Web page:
Archive for Nests

Tree Swallow 6/11/18

Tree Swallows, sometimes called White-bellied Swallows, arrive in April from southernmost parts of North America, the Caribbean, and northern Central America while other North American Swallows winter farther south. Males are an iridescent blue-green on their uppersides and white below, while females are browner above with just hints of blue-green iridescence. As females age they become more colorful and iridescent like the males. They’re found near open fields and wetlands and nest in tree cavities but take readily take to nest boxes like this one.  They raise their young on insects caught on the wing, but if caught by a cold snap early in the season, they can supplement their diet with berries.

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Great Blue Heron nest 7/20/15

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Purple Martin female 7/14/14

purplemartin

Purple Martins are the biggest of the North American swallows and during the breeding season come in 4 different plumages. Adult males are dark all over with a glossy blue sheen both above and below, while subadult males have lighter chests and bellies with random dark blotches. Adult females like the one above are blue black above with some browner areas with a duller sometimes streaked breast and belly, while sub-adult females are even lighter bellied and mostly brownish with little or no blue sheen on their topsides. Adult plumage develops in two year-old martins. However subadults commonly breed after their first year.

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Common Tern 6/19/14

commontern

Occasionally you’ll see Common Terns by themselves, but more often they forage in a flock and breed in a colony. There are populations that breed on the beaches of both coasts, but they also breed in prairie wetland habitats deep in the continent’s interior. Sexes are alike, but juveniles and subadults will have white foreheads. Told from slimmer Arctic Terns by their heavier bodies and larger bills, told from Forster’s Terns by grayer bellies and red rather than orange bills and feet. Told from Roseate Terns by pale gray, rather than faint pink bellies, and mostly red, rather than mostly black bills.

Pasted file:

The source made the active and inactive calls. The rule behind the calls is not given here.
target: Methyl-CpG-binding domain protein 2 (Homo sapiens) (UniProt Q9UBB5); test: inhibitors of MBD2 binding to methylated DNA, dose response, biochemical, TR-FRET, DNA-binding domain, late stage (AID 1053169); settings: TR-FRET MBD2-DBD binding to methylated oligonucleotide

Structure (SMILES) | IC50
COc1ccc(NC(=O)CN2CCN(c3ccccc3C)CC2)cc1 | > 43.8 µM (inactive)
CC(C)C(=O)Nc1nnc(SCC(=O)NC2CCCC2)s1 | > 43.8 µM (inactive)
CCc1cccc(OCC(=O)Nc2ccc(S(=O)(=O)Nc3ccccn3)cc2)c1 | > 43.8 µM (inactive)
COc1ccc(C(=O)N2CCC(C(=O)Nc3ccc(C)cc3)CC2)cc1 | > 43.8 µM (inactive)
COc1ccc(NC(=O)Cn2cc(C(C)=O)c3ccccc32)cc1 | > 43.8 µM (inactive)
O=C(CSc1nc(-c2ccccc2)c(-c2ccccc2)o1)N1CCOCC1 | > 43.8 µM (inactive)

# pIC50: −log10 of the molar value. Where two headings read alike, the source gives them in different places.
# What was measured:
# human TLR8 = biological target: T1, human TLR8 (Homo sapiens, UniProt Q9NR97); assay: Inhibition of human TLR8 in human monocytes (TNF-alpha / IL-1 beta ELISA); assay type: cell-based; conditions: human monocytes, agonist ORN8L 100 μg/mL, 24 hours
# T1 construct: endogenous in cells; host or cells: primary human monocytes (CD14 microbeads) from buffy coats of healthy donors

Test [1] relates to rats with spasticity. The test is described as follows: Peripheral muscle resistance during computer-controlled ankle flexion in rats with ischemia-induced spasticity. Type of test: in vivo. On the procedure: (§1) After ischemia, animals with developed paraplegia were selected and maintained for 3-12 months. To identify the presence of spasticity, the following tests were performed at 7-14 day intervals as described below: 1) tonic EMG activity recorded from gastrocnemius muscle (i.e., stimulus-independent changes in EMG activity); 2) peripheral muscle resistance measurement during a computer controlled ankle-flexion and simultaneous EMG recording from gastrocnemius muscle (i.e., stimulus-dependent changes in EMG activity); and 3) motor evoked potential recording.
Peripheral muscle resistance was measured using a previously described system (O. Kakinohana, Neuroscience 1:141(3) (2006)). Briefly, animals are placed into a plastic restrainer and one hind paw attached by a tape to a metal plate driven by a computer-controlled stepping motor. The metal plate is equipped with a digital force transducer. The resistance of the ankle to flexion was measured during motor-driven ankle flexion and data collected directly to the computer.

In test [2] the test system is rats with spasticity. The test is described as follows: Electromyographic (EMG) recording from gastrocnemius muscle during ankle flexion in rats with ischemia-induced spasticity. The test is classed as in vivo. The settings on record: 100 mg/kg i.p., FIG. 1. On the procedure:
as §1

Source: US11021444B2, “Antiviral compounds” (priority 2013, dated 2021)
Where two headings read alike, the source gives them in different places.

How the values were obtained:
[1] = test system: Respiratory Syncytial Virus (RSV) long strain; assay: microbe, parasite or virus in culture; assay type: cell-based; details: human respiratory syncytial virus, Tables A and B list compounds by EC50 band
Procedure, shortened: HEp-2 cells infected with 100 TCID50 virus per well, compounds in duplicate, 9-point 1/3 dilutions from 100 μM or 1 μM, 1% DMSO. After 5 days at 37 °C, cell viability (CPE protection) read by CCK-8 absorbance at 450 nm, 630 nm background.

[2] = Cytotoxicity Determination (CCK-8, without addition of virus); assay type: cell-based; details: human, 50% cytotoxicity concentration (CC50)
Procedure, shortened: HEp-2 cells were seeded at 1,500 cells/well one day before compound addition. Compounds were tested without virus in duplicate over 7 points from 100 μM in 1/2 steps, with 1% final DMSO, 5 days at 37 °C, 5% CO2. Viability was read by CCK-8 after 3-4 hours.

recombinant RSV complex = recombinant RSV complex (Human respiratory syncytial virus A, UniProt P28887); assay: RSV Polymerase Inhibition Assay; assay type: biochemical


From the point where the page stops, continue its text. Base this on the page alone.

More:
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Cliff Swallows 6/17/14

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Cliff Swallows are more widespread than you’d think, found all over North America, they just aren’t very common in numbers, though populations are expanding here in the east. They build their nests of mud pellets under eaves and bridges and on cliffs adjoining open country, but aren’t the swallow that burrows into sandy cliffs (that’s the Bank Swallow). In the West Cliff Swallows are often found in huge colonies, but under these East Margaree eaves is a colony of just two nests. The adult bird on the left appears to have some white in its throat right under the bill which I’ve never seen before, more typically the throat is all chestnut like the adult on the right. Juveniles are much darker, and lack the whitish forehead that distinguishes this species.

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Great Black-backed Gull and chicks 6/13/14

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These little chicks aren’t more than a few days old judging by their size and the fact that few of the other nests in this colony of Great Black-backed Gulls seem only to have eggs. The chicks will stay around the colony for the next 7 to ten weeks until they fledge and even after their parents will keep feeding them for another few weeks.

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Purple Martin male 8/15/13

purplemartin

Purple Martins are the largest of the North American swallows. In the east they are mostly colonial and dependent on nest boxes and gourds, while in the west they will nest singly in natural cavities. Like other swallows their habitat is open country near water and they forage for larger prey like dragonflies at higher altitudes than other swallows.  Adult males are quite dark with a bluish iridescence, while females and immature are browner-backed, and lighter breasted with less gloss. Fetched at Plum Island.

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